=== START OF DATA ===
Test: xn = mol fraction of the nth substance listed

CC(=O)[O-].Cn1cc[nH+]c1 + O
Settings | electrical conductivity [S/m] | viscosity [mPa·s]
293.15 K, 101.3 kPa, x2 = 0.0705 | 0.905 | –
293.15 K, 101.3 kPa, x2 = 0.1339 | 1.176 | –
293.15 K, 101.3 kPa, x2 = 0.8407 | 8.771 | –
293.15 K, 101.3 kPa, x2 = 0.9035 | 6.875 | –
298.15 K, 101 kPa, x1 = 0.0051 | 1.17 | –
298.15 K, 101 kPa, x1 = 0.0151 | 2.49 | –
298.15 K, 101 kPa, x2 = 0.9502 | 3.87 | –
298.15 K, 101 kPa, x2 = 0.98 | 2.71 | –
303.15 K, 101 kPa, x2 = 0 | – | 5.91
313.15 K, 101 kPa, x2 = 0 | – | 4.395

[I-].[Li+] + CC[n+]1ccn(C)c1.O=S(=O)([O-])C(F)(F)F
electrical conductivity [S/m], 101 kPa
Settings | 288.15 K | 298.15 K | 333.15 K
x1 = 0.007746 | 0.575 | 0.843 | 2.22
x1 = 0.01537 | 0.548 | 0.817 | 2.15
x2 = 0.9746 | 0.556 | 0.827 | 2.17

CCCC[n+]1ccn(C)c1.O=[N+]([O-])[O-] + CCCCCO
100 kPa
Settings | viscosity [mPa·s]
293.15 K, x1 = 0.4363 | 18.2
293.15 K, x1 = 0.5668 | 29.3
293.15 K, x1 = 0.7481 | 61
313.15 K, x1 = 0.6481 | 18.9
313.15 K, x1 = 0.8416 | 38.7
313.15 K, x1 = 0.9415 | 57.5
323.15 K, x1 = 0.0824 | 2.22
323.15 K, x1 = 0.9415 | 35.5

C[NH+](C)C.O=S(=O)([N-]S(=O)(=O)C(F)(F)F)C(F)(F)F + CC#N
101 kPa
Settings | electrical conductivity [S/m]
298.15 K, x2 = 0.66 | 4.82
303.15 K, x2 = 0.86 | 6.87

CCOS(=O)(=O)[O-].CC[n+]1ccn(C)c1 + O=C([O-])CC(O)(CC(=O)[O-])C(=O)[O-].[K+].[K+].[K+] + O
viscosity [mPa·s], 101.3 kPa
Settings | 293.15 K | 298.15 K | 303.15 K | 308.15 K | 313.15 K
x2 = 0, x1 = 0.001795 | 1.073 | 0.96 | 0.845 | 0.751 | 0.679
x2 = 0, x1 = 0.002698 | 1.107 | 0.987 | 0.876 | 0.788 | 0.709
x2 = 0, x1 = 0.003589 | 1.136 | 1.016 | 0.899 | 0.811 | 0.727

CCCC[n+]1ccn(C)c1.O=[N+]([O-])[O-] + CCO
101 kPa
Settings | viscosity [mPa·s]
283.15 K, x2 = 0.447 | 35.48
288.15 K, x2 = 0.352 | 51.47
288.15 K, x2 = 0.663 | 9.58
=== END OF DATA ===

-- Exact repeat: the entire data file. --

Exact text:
Test: xn = mol fraction of the nth substance listed

CC(=O)[O-].Cn1cc[nH+]c1 + O
Settings | electrical conductivity [S/m] | viscosity [mPa·s]
293.15 K, 101.3 kPa, x2 = 0.0705 | 0.905 | –
293.15 K, 101.3 kPa, x2 = 0.1339 | 1.176 | –
293.15 K, 101.3 kPa, x2 = 0.8407 | 8.771 | –
293.15 K, 101.3 kPa, x2 = 0.9035 | 6.875 | –
298.15 K, 101 kPa, x1 = 0.0051 | 1.17 | –
298.15 K, 101 kPa, x1 = 0.0151 | 2.49 | –
298.15 K, 101 kPa, x2 = 0.9502 | 3.87 | –
298.15 K, 101 kPa, x2 = 0.98 | 2.71 | –
303.15 K, 101 kPa, x2 = 0 | – | 5.91
313.15 K, 101 kPa, x2 = 0 | – | 4.395

[I-].[Li+] + CC[n+]1ccn(C)c1.O=S(=O)([O-])C(F)(F)F
electrical conductivity [S/m], 101 kPa
Settings | 288.15 K | 298.15 K | 333.15 K
x1 = 0.007746 | 0.575 | 0.843 | 2.22
x1 = 0.01537 | 0.548 | 0.817 | 2.15
x2 = 0.9746 | 0.556 | 0.827 | 2.17

CCCC[n+]1ccn(C)c1.O=[N+]([O-])[O-] + CCCCCO
100 kPa
Settings | viscosity [mPa·s]
293.15 K, x1 = 0.4363 | 18.2
293.15 K, x1 = 0.5668 | 29.3
293.15 K, x1 = 0.7481 | 61
313.15 K, x1 = 0.6481 | 18.9
313.15 K, x1 = 0.8416 | 38.7
313.15 K, x1 = 0.9415 | 57.5
323.15 K, x1 = 0.0824 | 2.22
323.15 K, x1 = 0.9415 | 35.5

C[NH+](C)C.O=S(=O)([N-]S(=O)(=O)C(F)(F)F)C(F)(F)F + CC#N
101 kPa
Settings | electrical conductivity [S/m]
298.15 K, x2 = 0.66 | 4.82
303.15 K, x2 = 0.86 | 6.87

CCOS(=O)(=O)[O-].CC[n+]1ccn(C)c1 + O=C([O-])CC(O)(CC(=O)[O-])C(=O)[O-].[K+].[K+].[K+] + O
viscosity [mPa·s], 101.3 kPa
Settings | 293.15 K | 298.15 K | 303.15 K | 308.15 K | 313.15 K
x2 = 0, x1 = 0.001795 | 1.073 | 0.96 | 0.845 | 0.751 | 0.679
x2 = 0, x1 = 0.002698 | 1.107 | 0.987 | 0.876 | 0.788 | 0.709
x2 = 0, x1 = 0.003589 | 1.136 | 1.016 | 0.899 | 0.811 | 0.727

CCCC[n+]1ccn(C)c1.O=[N+]([O-])[O-] + CCO
101 kPa
Settings | viscosity [mPa·s]
283.15 K, x2 = 0.447 | 35.48
288.15 K, x2 = 0.352 | 51.47
288.15 K, x2 = 0.663 | 9.58